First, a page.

(*=== Properties and Globals===*) property theDateofLastSync : "" -- date of last sync property theOtherMachine : "" -- ip address of other machine (*=== Main Run ===*) if theDateofLastSync is "" then set theDateofLastSync to ((current date) - 1 * days) -- force date of last sync to sometime ago for first run if theOtherMachine is "" then display dialog "Please enter address of other Mac" default answer "eppc://" set theOtherMachine to text returned of the result end if -- chat with other machine set GotsomeTracks to true try with timeout of 30000 seconds tell application "itunes" of machine theOtherMachine using terms from application "iTunes" activate set theListofTracks to location of file tracks of library playlist 1 where date added > theDateofLastSync end using terms from end tell end timeout on error set GotsomeTracks to false end try -- back to this Machine set SyncedOK to false if GotsomeTracks then set SyncedOK to true try tell application "iTunes" if (count of items of theListofTracks) is greater than 0 then repeat with alocation in theListofTracks add alocation to library playlist 1 end repeat end if end tell on error set SyncedOK to false end try end if -- save sync date if all ok if SyncedOK then set theDateofLastSync to current date
- Copy this script and save it as “sync libraries” to the directory ~/Library/iTunes/Scripts (if you don’t already have a Scripts folder there, create it). Relaunch iTunes and it will be available under the Scripts menu. You can now run this script manually on each computer to update its library against the host. Better yet, use a timed macro (or cron job, which you can set up easily with cronnix) to launch the script in the wee hours. This assumes that each computer will be turned on when the script executes.
- Assuming that different computers will have different user accounts, you will need to specify the other user’s username and password in the “please enter the address” dialog that appears when first running the script. The URL format looks like this:
eppc://username:email@example.comI’m not sure how to deal with spaces in the computer name (perhaps a backslash \ before the space–my machines all have one-word names; you can change the computer’s name in System Preferences : Sharing).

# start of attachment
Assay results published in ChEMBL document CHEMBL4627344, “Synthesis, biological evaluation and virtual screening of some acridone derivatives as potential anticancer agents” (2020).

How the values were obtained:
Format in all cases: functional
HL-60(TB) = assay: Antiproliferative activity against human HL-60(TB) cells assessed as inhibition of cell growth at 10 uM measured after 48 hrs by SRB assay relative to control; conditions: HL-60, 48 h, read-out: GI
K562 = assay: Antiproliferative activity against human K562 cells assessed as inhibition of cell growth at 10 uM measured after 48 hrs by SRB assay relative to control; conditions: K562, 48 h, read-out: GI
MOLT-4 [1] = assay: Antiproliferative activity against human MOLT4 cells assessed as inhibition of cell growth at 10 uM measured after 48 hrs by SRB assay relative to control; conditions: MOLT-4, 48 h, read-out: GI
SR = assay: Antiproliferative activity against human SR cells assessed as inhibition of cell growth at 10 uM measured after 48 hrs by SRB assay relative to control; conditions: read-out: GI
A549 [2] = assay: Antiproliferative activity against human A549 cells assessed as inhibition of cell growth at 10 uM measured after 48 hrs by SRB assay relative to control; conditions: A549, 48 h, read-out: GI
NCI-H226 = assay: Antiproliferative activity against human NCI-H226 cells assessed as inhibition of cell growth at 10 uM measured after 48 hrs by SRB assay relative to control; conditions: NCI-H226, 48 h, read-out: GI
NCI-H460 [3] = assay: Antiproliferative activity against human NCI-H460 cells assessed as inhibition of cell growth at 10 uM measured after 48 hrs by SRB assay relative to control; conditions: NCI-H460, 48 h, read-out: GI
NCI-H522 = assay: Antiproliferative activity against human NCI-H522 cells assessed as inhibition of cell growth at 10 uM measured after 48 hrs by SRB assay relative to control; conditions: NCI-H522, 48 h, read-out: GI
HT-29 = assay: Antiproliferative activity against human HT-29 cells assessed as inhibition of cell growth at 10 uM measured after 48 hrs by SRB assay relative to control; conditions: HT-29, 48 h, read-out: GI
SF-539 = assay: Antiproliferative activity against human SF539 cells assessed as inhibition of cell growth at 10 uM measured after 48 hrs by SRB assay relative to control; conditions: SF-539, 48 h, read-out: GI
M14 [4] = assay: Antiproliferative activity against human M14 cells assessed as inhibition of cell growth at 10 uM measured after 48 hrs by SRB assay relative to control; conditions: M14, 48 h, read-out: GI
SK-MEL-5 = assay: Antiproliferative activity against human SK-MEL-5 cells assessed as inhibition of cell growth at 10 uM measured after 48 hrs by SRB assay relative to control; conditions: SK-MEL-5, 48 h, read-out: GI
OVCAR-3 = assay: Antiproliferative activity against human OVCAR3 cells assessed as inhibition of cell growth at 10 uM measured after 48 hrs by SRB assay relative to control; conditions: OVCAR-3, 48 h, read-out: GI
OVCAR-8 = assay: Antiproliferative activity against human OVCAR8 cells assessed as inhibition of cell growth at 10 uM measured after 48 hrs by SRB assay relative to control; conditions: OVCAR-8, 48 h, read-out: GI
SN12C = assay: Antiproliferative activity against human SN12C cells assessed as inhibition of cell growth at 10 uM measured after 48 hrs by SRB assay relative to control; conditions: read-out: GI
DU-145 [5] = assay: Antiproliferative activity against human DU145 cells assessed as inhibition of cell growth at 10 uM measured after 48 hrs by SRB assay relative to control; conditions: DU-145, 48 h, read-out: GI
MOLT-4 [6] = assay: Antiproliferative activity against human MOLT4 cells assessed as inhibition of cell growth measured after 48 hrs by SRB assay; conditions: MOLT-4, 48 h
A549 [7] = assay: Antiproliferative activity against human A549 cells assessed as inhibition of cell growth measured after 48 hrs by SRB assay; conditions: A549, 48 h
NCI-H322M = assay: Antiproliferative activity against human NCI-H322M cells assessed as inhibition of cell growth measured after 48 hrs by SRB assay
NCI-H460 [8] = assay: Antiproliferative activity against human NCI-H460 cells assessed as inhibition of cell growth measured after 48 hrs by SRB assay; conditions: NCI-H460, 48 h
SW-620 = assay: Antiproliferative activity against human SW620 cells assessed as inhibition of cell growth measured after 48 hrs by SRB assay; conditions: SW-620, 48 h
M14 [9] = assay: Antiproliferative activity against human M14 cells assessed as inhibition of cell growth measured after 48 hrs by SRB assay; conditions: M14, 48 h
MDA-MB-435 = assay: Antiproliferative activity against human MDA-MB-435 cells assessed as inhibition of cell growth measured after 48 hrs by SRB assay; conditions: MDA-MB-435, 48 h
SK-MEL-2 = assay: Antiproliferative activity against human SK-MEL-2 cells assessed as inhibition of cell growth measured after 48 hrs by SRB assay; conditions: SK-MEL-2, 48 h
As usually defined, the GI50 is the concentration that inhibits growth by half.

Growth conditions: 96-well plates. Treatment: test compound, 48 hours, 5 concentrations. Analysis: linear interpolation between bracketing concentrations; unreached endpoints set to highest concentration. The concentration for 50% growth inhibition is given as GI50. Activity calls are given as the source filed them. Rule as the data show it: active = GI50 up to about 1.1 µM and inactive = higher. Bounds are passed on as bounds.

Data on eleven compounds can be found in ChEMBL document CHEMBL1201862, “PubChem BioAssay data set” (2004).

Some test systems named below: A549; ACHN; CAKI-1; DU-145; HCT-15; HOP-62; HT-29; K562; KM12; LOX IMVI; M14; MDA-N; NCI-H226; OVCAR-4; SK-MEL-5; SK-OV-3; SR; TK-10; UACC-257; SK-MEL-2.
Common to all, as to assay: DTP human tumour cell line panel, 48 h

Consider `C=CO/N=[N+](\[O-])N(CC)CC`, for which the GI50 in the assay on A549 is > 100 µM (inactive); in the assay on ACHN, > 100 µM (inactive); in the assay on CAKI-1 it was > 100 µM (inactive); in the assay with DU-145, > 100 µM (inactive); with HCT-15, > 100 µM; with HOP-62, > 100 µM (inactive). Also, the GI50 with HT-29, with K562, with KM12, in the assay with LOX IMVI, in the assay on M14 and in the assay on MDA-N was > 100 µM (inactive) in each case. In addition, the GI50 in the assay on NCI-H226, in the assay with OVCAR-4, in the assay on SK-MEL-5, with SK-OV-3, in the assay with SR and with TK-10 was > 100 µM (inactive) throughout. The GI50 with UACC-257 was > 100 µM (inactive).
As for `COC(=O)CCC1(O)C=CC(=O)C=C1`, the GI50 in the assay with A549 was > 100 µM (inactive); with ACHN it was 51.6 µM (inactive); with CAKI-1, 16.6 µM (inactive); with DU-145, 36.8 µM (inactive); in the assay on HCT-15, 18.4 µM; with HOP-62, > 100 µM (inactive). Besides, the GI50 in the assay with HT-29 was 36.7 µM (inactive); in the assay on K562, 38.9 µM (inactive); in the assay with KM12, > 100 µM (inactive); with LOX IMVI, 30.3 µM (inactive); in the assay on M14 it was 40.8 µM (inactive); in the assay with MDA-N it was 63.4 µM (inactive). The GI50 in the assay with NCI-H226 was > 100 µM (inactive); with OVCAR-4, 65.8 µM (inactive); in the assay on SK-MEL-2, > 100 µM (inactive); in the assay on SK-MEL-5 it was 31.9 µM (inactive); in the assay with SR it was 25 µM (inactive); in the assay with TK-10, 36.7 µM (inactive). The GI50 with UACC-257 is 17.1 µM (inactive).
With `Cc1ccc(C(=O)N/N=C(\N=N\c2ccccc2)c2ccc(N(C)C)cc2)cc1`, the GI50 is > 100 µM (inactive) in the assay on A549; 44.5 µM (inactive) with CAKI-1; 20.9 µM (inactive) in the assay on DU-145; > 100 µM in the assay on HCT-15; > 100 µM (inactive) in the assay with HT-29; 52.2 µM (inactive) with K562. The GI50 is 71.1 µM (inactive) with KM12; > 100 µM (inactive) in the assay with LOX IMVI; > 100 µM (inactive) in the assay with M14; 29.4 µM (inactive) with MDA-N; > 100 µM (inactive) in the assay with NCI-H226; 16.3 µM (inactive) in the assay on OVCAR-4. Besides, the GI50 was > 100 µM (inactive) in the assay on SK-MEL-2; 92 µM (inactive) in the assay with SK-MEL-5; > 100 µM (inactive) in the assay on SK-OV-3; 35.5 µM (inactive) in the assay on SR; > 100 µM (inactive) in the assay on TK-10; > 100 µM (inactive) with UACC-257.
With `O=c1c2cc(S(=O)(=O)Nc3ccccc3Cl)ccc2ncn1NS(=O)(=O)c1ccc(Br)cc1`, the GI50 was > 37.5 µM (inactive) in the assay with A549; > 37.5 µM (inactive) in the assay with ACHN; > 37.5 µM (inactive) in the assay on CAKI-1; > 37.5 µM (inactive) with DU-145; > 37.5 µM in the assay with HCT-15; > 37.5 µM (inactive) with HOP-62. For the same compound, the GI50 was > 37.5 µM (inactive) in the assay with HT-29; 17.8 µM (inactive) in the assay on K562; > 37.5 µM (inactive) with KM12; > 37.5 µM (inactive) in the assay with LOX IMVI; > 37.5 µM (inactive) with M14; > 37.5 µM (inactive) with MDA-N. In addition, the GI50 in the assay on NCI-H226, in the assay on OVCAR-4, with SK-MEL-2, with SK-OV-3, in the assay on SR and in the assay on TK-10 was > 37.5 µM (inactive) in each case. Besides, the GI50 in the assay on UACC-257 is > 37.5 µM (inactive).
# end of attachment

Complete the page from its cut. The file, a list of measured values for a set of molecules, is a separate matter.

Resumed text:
- Likewise, it should be possible to sync libraries between two user accounts on a single machine using the above format. This probably requires that both users are always logged in (using Fast User Switching).
- This script only works for one host and one client. It should be possible to modify it to deal with multiple clients. I will leave that as an exercise for the reader.
With recent versions of iTunes, this is all redundant. Although it’s not entirely automated, there is a much simpler way to deal with this problem.
As above, treat one Mac as the host and one as the client. On the client, go into Preferences:Advanced and make sure that “Keep iTunes music folder organized” and “Copy files to iTunes music folder when adding to library” are both unchecked. This is important.
Make sure the host’s disk is mounted on the client mac. Again, in iTunes, select the menu item “File:Add to Libraryâ€¦” and select the music folder on the host disk. This will scan the entire directory and add all the files to the client’s iTunes database. The client’s database will need to be updated whenever new files are added on the host (new files should only be added on the host); to do this, just repeat this process. It takes a few minutes.